Science and Politics

Matt Welch's description of science and politics strikes a chord

Even more interesting than the soft consensus in favor of government intervention was a strong undercurrent that those who disagreed with it were guilty of denying basic truths. One of the questions from an audience full of Senate staffers, policy wonks, and journalists was how can we even have a rational policy discussion with all these denialist Republicans who disregarded Daniel Patrick Moynihan’s famous maxim that “Everyone is entitled to his own opinion, but not his own facts”? Jared Bernstein couldn’t have been more pleased.

“I feel like we’re in a climate in which facts just aren’t welcome,” he said. “I think the facts of the case are that we know what we can do to nudge the unemployment rate down.…I think the consensus among economists is that this is a good time to implement fiscal stimulus that would help create jobs and make the unemployment rate go down. I consider that a fact.”

In science, you insist most loudly on a fact based on how much it has withstood independent peer review. In politics, it’s closer to the opposite—the more debatable a point is, the more it becomes necessary to insist (often in the face of contrary evidence) that the conclusion is backed by scientific consensus

  • Doug G.

    I don't recall when the scientific method got replaced by popular vote. Did I miss that? My recollection of how facts are determined in science is that you state a hypothesis, design an experiment to test that hypothesis, conduct the experiment, then analyze the results. But apparently if my hypothesis is "most scientists are smarter than the average person", I don't need an experiment anymore, I just need to get a consensus among scientists, and it then becomes indisputable fact. Am I getting this right?

  • a leap at the wheel

    Doug G., you forget that only scientists with a vested interest in the results are given the franchise. Scientists from other fields, like Freeman Dyson, don't get a vote either.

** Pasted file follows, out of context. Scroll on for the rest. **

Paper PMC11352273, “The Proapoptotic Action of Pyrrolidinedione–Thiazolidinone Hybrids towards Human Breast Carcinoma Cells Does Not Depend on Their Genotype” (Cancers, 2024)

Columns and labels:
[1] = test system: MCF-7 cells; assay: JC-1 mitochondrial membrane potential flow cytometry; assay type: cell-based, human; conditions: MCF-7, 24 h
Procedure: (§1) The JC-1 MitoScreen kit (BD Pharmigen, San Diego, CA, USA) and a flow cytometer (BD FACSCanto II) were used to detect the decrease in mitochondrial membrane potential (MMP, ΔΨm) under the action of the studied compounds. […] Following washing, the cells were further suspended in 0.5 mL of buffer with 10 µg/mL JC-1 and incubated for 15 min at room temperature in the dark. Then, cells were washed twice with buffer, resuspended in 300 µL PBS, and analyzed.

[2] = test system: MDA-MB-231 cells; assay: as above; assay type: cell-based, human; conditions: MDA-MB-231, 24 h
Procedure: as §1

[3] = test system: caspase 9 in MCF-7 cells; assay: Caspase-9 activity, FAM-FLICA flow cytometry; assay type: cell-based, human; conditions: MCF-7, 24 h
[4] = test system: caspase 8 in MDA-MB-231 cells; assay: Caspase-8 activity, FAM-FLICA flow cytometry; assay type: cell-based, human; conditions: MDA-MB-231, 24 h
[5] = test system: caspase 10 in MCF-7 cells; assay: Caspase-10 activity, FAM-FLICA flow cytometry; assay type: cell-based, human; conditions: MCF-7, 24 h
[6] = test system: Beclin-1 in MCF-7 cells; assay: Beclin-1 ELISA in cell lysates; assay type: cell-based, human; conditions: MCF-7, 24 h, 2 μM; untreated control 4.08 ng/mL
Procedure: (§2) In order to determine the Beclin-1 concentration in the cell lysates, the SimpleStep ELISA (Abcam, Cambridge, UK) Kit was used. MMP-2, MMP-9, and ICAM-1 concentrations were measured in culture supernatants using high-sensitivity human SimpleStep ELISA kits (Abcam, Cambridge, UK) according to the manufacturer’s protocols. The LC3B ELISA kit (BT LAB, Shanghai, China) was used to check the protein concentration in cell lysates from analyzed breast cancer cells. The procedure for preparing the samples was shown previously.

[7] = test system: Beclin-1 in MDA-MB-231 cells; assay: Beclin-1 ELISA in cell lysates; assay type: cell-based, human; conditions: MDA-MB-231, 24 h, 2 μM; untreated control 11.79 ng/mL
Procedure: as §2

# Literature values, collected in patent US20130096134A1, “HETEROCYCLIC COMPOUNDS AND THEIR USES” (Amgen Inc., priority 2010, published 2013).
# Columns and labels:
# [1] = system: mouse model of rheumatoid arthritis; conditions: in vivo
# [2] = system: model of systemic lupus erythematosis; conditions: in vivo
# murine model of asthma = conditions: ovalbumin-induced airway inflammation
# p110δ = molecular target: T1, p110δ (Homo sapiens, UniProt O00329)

• stan

    "It ain't what we don't know that gets us into trouble. It's what we know that ain't so."

  • Ted Rado

    Doug G:

    You hit the nail right on the head. Those of us in engineering and science do what you describe. Exceptions are those pushing their own agenda for personal gain).

    Many ideas I have had over the years that I first thought had merit foundered when "wrung out". To evaluate a hypothesis critically and objectively is the most important part of being an enginer or scientist. Those who are unable or unwilling to do so should take up working at McDonald's.

    If every enviro scheme was evaluated as described, 99% of DOE projects would disappear.

  • Smock Puppet, Frequent Fantasy Flyer

    >>> In politics, it’s closer to the opposite—the more debatable a point is, the more it becomes necessary to insist (often in the face of contrary evidence) that the conclusion is backed by scientific consensus

    What's the old saw: "If the facts are on your side, pound on the facts. If the law is on your side, pound on the law. If neither of them are on your side, pound on the table."???

    This is the political equivalent.

  • Hasdrubal

    In all honesty, when you're talking economics, especially macro economics the scientific method is pretty well hobbled without the "test your hypothesis" phase. So economic "scientific" facts are very much different than, say, chemical "scientific" facts and far more debatable. That's the nature of the beast when you're dealing with an observational rather than an experimental discipline.

  • http://harries@free.fr blokeinfrance

    Are facts in fact fact?
    Ask any historian, there are trillions of them around to be used or abused as the historian sees fit. (Carr's Marxist "What is History" makes this plain.)

    Example: My grandfather was poor, my father was rich, I am poor.
    Conclusion: wealth grew during my father's life, then declined.
    But what if my father was not my grandfather's son, he just fucked my mother and I'm a bastard?

  • jj

    "I think the consensus among economists is that this is a good time to implement fiscal stimulus that would help create jobs and make the unemployment rate go down. I consider that a fact.”

    That quote nicely illustrates the folly of this approach. Economists could hardly be FARTHER from a consensus on the efficacy of fiscal stimulus. Bernstein must live in an echo chamber.